December 8, 2008

Roses and Rifles
Kazanlăk, Bulgaria

It took a trio of trains and a few hours to travel the relatively short distance from Nova Zagora to Kazanlăk. And even though our final train leg departed painfully tardy, Silviya, our new hostess was still waiting at the train station in the cold December evening for us to arrive.

Silviya and Peter are a cute, well-traveled couple living on the outskirts of town, in one of many anonymous concrete apartment buildings. Kazanlăk is Peter's hometown, a small industrial city of 80,000 that Silviya (originally from the capital of Sofia) is struggling somewhat to acclimate to.

Bulgaria is the major supplier of a certain type of rose oil, with Kazanlăk at the center of rose oil extraction in Bulgaria.

The oil-producing rose of Kazanlăk is one of the most widely recognizable national symbols. The rose garden here is the largest in the world, and is supposedly the only place on the planet that can grow this particular type of rose.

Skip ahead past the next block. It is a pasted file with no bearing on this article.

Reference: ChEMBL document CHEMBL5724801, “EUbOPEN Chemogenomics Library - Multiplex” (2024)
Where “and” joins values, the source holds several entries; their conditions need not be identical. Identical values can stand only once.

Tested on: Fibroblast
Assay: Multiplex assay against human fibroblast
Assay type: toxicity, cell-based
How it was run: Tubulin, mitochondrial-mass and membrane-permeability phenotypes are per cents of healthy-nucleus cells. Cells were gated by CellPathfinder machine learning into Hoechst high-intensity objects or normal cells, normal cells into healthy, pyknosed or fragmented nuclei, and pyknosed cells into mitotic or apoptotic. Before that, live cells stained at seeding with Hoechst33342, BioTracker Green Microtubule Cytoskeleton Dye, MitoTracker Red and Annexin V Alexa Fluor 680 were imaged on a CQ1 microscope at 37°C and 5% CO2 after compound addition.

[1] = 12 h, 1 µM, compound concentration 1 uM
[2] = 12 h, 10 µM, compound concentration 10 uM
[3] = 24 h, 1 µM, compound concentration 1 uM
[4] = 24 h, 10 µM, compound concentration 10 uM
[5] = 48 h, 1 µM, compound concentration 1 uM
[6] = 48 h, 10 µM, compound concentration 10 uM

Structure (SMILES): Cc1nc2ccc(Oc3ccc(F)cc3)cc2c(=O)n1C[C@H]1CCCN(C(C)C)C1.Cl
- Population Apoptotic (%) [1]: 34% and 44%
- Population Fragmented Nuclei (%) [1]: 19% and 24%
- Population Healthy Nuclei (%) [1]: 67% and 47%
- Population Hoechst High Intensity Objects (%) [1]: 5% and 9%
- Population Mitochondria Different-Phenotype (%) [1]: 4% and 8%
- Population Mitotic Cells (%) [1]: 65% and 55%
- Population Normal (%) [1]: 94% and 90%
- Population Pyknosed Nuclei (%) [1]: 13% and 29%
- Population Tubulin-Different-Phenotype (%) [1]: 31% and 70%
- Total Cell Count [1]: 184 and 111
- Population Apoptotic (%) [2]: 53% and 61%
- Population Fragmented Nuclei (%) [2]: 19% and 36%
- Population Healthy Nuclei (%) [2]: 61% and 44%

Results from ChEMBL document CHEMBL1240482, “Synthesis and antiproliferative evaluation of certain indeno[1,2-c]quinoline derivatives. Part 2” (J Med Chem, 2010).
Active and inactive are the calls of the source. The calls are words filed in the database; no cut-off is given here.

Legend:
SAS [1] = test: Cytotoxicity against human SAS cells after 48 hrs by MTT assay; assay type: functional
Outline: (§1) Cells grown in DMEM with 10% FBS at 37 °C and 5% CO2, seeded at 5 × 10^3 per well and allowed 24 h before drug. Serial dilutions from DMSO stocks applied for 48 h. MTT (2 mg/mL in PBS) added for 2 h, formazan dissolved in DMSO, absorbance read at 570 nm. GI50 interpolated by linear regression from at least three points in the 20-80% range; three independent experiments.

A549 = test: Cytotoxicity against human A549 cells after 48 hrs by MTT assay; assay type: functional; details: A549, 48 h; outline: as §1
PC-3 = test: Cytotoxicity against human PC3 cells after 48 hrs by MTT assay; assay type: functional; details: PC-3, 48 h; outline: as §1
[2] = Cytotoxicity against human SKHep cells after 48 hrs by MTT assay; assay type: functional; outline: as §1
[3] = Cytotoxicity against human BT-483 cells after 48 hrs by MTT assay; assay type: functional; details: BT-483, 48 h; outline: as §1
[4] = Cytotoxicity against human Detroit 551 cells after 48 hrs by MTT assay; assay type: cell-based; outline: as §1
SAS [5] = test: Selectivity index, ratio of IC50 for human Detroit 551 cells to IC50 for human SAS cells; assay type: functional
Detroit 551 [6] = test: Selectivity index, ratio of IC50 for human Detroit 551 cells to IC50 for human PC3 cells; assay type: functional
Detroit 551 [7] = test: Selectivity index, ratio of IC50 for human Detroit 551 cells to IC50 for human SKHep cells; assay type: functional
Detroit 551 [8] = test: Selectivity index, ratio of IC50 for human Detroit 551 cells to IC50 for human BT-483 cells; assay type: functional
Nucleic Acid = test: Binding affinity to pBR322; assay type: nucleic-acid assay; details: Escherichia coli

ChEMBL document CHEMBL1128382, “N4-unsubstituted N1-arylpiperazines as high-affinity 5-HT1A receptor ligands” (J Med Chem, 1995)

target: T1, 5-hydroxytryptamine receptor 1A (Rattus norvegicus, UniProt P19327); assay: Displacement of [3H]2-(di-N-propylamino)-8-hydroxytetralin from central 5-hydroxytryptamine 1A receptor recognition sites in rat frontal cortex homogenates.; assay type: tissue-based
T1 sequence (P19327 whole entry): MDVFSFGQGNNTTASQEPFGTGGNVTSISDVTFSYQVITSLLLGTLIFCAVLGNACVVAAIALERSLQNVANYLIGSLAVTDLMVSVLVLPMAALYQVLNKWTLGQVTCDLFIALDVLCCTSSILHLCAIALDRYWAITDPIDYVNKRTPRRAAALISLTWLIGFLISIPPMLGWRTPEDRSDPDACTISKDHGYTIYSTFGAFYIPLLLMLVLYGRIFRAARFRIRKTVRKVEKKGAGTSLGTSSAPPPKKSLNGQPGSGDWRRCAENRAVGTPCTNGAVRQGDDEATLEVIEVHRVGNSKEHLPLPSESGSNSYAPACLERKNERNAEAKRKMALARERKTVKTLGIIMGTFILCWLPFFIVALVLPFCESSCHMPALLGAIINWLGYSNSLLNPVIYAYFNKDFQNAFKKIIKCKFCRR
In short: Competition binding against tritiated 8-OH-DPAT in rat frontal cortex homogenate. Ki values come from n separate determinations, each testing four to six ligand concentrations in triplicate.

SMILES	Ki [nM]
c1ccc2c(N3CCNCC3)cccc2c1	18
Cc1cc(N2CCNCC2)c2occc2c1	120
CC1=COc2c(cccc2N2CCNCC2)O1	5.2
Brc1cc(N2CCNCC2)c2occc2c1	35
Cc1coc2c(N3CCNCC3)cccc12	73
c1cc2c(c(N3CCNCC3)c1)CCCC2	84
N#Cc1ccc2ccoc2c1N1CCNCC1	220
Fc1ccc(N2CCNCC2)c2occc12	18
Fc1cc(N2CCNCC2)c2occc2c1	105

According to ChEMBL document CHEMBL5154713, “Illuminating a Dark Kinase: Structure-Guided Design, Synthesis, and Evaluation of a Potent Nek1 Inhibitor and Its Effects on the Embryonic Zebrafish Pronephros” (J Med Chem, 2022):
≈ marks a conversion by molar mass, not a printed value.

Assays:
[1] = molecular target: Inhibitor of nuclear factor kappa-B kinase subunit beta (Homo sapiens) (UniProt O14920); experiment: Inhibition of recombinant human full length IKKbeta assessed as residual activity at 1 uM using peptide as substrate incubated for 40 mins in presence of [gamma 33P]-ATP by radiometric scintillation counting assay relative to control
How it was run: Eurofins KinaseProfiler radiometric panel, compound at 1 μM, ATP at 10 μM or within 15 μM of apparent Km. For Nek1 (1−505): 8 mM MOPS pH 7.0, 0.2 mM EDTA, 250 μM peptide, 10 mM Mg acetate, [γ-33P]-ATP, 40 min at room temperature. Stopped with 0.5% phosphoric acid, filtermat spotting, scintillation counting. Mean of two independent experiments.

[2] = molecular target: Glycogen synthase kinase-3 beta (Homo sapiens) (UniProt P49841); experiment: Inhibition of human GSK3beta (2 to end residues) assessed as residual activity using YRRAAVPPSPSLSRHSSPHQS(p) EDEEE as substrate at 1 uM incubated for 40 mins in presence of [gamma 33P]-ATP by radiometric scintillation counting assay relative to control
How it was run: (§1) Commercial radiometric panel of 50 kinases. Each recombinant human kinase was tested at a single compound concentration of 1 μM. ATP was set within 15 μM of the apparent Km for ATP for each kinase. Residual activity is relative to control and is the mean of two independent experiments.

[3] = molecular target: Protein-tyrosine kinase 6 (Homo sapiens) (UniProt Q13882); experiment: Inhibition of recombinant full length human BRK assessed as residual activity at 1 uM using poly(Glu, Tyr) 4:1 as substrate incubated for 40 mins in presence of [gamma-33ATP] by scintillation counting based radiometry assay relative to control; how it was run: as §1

The Rose Festival (celebrated for the first time in 1903 and since then it has traditionally been held during the first weekend of June) is dedicated to beauty and flowers, to spring and the fragrance of the 'priceless' Kazanlăk rose.

Situated at the eastern end of the Rose Valley, the blossoming flowers, their fragrance, and the festival are the primary tourist attractions for town. Alas, here in middle of winter, there's generally little reason for visit.

Ah, but Kazanlăk doesn't just produce roses, it also makes weapons. One of the largest regional arms manufacturing factories is here in this city, operated by Arsenal Corp. Founded in 1924, the company manufactures and develops a wide range of military equipment, including small arms (especially AK-47 models), anti-aircraft missiles, and heavy machine guns. Much of these items are eventually crated up and sold/shipped off to India.

We also learned that Peter is a professional chef, and about a year ago partnered up to open the only Chinese restaurant in town (something that we're certainly eager to try out), complete with a Bulgarian-speaking Chinese fellow in their employ.

Tonight we were (again) given our host's bedroom to sleep in, played with their feisty kitten, shared our impressions of backpacking with a baby, and listened to stories of what it's like to CouchSurf in SE Asia. We're already sad that we'll only be here for three nights.

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